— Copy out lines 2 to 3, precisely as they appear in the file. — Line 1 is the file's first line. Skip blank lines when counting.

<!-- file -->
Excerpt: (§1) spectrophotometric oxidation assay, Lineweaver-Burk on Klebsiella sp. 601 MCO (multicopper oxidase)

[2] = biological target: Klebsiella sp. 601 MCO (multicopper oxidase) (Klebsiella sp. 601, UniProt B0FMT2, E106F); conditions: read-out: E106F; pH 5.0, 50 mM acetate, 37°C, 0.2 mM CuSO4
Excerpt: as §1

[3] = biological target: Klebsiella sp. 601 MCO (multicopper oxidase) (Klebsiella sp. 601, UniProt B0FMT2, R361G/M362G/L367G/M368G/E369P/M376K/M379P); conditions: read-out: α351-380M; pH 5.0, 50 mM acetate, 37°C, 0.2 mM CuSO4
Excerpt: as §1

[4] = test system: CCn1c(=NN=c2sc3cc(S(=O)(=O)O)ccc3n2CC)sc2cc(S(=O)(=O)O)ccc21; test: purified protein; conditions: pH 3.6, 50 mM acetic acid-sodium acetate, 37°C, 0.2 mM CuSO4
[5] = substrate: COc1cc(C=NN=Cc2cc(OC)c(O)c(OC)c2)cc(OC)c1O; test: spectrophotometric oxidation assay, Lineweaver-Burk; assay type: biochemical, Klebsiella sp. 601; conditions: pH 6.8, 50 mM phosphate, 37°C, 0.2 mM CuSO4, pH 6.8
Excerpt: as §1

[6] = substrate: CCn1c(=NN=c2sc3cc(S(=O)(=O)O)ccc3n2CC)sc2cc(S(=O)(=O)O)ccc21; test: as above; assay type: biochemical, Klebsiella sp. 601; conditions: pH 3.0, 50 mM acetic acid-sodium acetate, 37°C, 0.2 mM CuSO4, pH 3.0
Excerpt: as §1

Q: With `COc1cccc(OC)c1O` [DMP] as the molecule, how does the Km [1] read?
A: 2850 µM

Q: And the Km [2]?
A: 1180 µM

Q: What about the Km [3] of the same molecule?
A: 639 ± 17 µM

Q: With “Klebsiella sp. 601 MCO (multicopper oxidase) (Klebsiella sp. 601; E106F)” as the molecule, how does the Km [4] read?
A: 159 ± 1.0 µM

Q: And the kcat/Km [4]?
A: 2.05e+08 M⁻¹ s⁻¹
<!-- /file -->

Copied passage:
[2] = biological target: Klebsiella sp. 601 MCO (multicopper oxidase) (Klebsiella sp. 601, UniProt B0FMT2, E106F); conditions: read-out: E106F; pH 5.0, 50 mM acetate, 37°C, 0.2 mM CuSO4
Excerpt: as §1